Dr. Michael D. Purugganan, a man described by his peers as one who is “distressingly fond of black clothing,” is a principal investigator for plant genome diversity
Have you seen mangoes or papaya with (really) flawless skins, not to mention pest-resistant? Or maybe big gumamela flowers in varying colors? Well, these are just examples of what plant geneticists achieve in their work.
Dr. Michael D. Purugganan is one such scientist who goes deeper into probing plants by studying the genes involved in controlling plant shoot formation and flower development. He specializes in evolutionary genetics of plants.
Dr. Purugganan is currently an associate professor of genetics at the north Carolina State University in the United States. He heads a laboratory in the Department of Genetics at NCSU, which engages in assessing the factors involved in the development of plants of the same species on the molecular level.
His team looks into the specific plant development pathways then maps and isolates the genes responsible for the plant’s form the intricate floral patterns and variations—a glimpse into a plant’s evolutionary adaptation and diversity.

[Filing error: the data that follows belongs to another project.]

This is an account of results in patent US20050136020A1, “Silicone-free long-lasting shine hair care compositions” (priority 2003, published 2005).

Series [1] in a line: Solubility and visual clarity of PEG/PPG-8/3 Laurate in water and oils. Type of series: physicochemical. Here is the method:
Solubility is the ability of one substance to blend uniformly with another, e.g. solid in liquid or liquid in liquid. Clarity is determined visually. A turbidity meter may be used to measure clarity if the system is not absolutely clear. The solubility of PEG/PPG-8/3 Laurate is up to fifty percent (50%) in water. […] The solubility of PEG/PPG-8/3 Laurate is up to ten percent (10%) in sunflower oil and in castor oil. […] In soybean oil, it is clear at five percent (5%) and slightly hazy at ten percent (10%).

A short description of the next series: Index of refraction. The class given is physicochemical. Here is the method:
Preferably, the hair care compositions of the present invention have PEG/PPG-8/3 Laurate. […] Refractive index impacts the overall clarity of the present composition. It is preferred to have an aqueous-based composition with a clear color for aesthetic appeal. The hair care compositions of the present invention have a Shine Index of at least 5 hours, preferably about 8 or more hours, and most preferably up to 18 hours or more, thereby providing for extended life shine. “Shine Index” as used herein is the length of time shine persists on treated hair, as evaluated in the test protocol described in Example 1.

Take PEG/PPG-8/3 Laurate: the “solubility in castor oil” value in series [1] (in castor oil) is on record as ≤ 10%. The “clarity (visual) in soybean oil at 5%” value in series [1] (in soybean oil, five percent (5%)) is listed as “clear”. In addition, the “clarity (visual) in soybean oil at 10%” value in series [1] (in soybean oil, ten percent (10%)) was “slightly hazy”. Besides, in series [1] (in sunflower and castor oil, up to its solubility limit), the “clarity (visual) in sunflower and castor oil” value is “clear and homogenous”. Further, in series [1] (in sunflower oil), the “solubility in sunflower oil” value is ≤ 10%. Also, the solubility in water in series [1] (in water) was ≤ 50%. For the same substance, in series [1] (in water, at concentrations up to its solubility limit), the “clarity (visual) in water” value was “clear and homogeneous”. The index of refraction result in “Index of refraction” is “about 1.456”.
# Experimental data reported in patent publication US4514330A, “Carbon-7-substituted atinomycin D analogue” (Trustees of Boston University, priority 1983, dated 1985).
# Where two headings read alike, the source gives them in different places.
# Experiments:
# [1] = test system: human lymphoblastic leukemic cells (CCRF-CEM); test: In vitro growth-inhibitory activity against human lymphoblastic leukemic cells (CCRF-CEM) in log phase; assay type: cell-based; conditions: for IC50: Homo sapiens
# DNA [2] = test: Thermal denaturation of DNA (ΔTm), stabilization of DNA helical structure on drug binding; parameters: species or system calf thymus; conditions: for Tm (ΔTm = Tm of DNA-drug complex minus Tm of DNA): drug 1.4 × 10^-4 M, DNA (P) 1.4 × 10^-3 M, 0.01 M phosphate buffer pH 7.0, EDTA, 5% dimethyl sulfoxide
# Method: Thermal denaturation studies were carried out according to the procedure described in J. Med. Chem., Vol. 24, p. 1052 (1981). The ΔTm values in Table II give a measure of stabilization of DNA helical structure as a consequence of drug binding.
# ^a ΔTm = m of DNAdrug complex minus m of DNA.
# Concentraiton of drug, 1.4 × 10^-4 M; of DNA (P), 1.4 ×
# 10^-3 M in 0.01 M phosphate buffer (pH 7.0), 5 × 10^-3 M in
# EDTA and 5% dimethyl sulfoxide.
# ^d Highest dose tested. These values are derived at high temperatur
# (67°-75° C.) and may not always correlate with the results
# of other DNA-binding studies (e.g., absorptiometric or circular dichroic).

A prolific researcher who has published papers in the fields of molecular population genetics, quantitative genetics, developmental biology and evolutionary ecology. Dr. Purugganan was named William Neal Reynolds Professor of Genetics (2005).
Dr. Parugganan obtained his undergraduate degree in chemistry from the University of the Philippines Diliman (1985), his master’s degree in empirical and theoretical biophysical chemistry from Columbia University, and his Ph.D in botany from the University of Georgia in 1993.
Michael D. Purugganan Personal Homepage. http://www.cals.ncsu.edu/genetics/purugganan/purugganan.html
Department of Genetics Laboratory Homepage, NCSU. http://purugganan.gnets.ncsu.edj/
Photo courtesy: puruggananlab